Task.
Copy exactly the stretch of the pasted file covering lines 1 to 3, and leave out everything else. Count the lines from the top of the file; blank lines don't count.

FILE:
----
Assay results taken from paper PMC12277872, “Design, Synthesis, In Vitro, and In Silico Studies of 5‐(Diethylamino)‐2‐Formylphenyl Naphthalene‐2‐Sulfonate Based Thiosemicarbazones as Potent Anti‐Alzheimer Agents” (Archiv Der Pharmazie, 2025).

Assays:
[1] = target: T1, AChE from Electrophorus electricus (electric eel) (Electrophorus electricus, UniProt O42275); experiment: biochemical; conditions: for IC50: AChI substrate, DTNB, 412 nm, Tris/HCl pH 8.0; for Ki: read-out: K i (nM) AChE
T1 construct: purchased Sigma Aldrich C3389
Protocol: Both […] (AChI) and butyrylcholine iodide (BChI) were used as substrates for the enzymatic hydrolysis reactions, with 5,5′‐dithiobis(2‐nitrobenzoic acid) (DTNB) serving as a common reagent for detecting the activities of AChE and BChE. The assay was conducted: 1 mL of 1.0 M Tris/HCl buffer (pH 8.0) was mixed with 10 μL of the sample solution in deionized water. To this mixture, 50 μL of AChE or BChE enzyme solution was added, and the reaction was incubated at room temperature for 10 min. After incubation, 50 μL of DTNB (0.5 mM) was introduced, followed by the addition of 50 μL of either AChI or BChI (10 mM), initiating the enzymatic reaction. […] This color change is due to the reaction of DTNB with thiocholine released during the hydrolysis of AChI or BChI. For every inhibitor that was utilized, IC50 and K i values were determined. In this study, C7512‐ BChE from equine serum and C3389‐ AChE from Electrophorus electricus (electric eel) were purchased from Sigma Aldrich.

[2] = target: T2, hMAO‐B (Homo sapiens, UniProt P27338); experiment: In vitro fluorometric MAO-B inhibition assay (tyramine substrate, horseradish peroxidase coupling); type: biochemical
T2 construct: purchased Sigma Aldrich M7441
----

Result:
Assay results taken from paper PMC12277872, “Design, Synthesis, In Vitro, and In Silico Studies of 5‐(Diethylamino)‐2‐Formylphenyl Naphthalene‐2‐Sulfonate Based Thiosemicarbazones as Potent Anti‐Alzheimer Agents” (Archiv Der Pharmazie, 2025).

Assays:
[1] = target: T1, AChE from Electrophorus electricus (electric eel) (Electrophorus electricus, UniProt O42275); experiment: biochemical; conditions: for IC50: AChI substrate, DTNB, 412 nm, Tris/HCl pH 8.0; for Ki: read-out: K i (nM) AChE